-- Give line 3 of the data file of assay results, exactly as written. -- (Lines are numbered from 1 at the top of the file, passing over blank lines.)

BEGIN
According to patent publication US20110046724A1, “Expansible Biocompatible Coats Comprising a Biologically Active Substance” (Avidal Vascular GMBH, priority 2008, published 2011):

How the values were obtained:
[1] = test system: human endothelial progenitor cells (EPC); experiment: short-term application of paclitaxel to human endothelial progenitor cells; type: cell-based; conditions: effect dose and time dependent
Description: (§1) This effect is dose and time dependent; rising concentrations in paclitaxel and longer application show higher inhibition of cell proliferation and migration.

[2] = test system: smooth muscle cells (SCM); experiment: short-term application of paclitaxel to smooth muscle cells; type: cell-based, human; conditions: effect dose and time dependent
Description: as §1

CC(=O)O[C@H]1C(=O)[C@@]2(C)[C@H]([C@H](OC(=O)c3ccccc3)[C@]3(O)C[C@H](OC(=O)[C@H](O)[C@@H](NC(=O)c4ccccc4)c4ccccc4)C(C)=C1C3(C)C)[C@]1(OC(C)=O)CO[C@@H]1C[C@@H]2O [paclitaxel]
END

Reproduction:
[1] = test system: human endothelial progenitor cells (EPC); experiment: short-term application of paclitaxel to human endothelial progenitor cells; type: cell-based; conditions: effect dose and time dependent